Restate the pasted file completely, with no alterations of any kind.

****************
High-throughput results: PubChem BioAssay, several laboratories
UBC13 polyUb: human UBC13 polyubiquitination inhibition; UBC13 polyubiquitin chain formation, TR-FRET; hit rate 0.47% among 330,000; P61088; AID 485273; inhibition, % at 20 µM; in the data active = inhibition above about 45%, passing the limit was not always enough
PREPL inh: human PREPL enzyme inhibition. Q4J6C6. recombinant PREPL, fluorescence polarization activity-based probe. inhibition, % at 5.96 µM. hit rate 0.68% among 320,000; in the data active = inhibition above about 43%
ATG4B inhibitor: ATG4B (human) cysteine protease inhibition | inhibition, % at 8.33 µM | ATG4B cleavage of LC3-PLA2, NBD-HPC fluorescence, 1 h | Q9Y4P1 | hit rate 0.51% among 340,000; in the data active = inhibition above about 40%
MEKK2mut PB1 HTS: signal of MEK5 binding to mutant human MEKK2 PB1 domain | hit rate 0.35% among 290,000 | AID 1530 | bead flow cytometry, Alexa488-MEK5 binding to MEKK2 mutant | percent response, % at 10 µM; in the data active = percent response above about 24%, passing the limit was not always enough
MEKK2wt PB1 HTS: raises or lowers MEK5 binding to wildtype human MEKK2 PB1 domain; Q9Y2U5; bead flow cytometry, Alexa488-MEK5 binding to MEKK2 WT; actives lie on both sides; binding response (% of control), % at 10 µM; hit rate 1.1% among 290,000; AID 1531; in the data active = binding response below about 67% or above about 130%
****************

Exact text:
High-throughput results: PubChem BioAssay, several laboratories
UBC13 polyUb: human UBC13 polyubiquitination inhibition; UBC13 polyubiquitin chain formation, TR-FRET; hit rate 0.47% among 330,000; P61088; AID 485273; inhibition, % at 20 µM; in the data active = inhibition above about 45%, passing the limit was not always enough
PREPL inh: human PREPL enzyme inhibition. Q4J6C6. recombinant PREPL, fluorescence polarization activity-based probe. inhibition, % at 5.96 µM. hit rate 0.68% among 320,000; in the data active = inhibition above about 43%
ATG4B inhibitor: ATG4B (human) cysteine protease inhibition | inhibition, % at 8.33 µM | ATG4B cleavage of LC3-PLA2, NBD-HPC fluorescence, 1 h | Q9Y4P1 | hit rate 0.51% among 340,000; in the data active = inhibition above about 40%
MEKK2mut PB1 HTS: signal of MEK5 binding to mutant human MEKK2 PB1 domain | hit rate 0.35% among 290,000 | AID 1530 | bead flow cytometry, Alexa488-MEK5 binding to MEKK2 mutant | percent response, % at 10 µM; in the data active = percent response above about 24%, passing the limit was not always enough
MEKK2wt PB1 HTS: raises or lowers MEK5 binding to wildtype human MEKK2 PB1 domain; Q9Y2U5; bead flow cytometry, Alexa488-MEK5 binding to MEKK2 WT; actives lie on both sides; binding response (% of control), % at 10 µM; hit rate 1.1% among 290,000; AID 1531; in the data active = binding response below about 67% or above about 130%